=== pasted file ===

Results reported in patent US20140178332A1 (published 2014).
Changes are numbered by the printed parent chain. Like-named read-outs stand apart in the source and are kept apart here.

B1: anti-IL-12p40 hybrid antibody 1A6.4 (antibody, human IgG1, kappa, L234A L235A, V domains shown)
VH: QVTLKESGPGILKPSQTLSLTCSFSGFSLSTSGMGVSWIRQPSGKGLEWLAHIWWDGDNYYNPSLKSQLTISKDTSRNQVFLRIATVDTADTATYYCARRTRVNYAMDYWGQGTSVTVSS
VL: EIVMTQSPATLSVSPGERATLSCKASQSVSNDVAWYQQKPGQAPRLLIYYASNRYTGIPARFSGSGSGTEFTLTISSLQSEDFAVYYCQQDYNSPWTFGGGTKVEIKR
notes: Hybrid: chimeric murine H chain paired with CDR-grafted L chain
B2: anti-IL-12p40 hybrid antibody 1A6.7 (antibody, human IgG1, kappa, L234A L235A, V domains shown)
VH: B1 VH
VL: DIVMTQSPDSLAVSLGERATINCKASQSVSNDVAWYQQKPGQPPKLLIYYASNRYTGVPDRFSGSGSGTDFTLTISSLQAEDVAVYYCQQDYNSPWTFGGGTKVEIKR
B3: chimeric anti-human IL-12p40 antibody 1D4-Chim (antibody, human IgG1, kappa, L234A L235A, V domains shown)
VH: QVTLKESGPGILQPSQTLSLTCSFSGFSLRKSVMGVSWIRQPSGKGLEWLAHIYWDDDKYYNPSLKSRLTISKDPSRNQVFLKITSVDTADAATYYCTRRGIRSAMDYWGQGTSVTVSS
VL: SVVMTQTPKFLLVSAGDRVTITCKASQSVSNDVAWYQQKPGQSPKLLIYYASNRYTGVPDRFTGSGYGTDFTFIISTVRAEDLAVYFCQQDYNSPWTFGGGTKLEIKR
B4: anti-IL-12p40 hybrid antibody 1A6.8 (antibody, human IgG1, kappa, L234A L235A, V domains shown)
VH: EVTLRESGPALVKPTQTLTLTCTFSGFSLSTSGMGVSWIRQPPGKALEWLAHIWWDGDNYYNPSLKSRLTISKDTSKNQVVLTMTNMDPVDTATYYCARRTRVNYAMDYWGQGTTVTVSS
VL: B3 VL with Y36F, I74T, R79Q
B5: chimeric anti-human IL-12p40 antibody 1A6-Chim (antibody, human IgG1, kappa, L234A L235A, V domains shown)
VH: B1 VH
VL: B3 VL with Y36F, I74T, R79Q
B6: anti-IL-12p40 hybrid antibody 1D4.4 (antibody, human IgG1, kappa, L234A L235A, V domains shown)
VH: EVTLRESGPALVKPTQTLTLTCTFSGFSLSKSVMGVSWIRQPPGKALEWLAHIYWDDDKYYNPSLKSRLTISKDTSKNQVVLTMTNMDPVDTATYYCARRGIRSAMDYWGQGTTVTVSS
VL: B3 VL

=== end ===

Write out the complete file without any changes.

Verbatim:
Results reported in patent US20140178332A1 (published 2014).
Changes are numbered by the printed parent chain. Like-named read-outs stand apart in the source and are kept apart here.

B1: anti-IL-12p40 hybrid antibody 1A6.4 (antibody, human IgG1, kappa, L234A L235A, V domains shown)
VH: QVTLKESGPGILKPSQTLSLTCSFSGFSLSTSGMGVSWIRQPSGKGLEWLAHIWWDGDNYYNPSLKSQLTISKDTSRNQVFLRIATVDTADTATYYCARRTRVNYAMDYWGQGTSVTVSS
VL: EIVMTQSPATLSVSPGERATLSCKASQSVSNDVAWYQQKPGQAPRLLIYYASNRYTGIPARFSGSGSGTEFTLTISSLQSEDFAVYYCQQDYNSPWTFGGGTKVEIKR
notes: Hybrid: chimeric murine H chain paired with CDR-grafted L chain
B2: anti-IL-12p40 hybrid antibody 1A6.7 (antibody, human IgG1, kappa, L234A L235A, V domains shown)
VH: B1 VH
VL: DIVMTQSPDSLAVSLGERATINCKASQSVSNDVAWYQQKPGQPPKLLIYYASNRYTGVPDRFSGSGSGTDFTLTISSLQAEDVAVYYCQQDYNSPWTFGGGTKVEIKR
B3: chimeric anti-human IL-12p40 antibody 1D4-Chim (antibody, human IgG1, kappa, L234A L235A, V domains shown)
VH: QVTLKESGPGILQPSQTLSLTCSFSGFSLRKSVMGVSWIRQPSGKGLEWLAHIYWDDDKYYNPSLKSRLTISKDPSRNQVFLKITSVDTADAATYYCTRRGIRSAMDYWGQGTSVTVSS
VL: SVVMTQTPKFLLVSAGDRVTITCKASQSVSNDVAWYQQKPGQSPKLLIYYASNRYTGVPDRFTGSGYGTDFTFIISTVRAEDLAVYFCQQDYNSPWTFGGGTKLEIKR
B4: anti-IL-12p40 hybrid antibody 1A6.8 (antibody, human IgG1, kappa, L234A L235A, V domains shown)
VH: EVTLRESGPALVKPTQTLTLTCTFSGFSLSTSGMGVSWIRQPPGKALEWLAHIWWDGDNYYNPSLKSRLTISKDTSKNQVVLTMTNMDPVDTATYYCARRTRVNYAMDYWGQGTTVTVSS
VL: B3 VL with Y36F, I74T, R79Q
B5: chimeric anti-human IL-12p40 antibody 1A6-Chim (antibody, human IgG1, kappa, L234A L235A, V domains shown)
VH: B1 VH
VL: B3 VL with Y36F, I74T, R79Q
B6: anti-IL-12p40 hybrid antibody 1D4.4 (antibody, human IgG1, kappa, L234A L235A, V domains shown)
VH: EVTLRESGPALVKPTQTLTLTCTFSGFSLSKSVMGVSWIRQPPGKALEWLAHIYWDDDKYYNPSLKSRLTISKDTSKNQVVLTMTNMDPVDTATYYCARRGIRSAMDYWGQGTTVTVSS
VL: B3 VL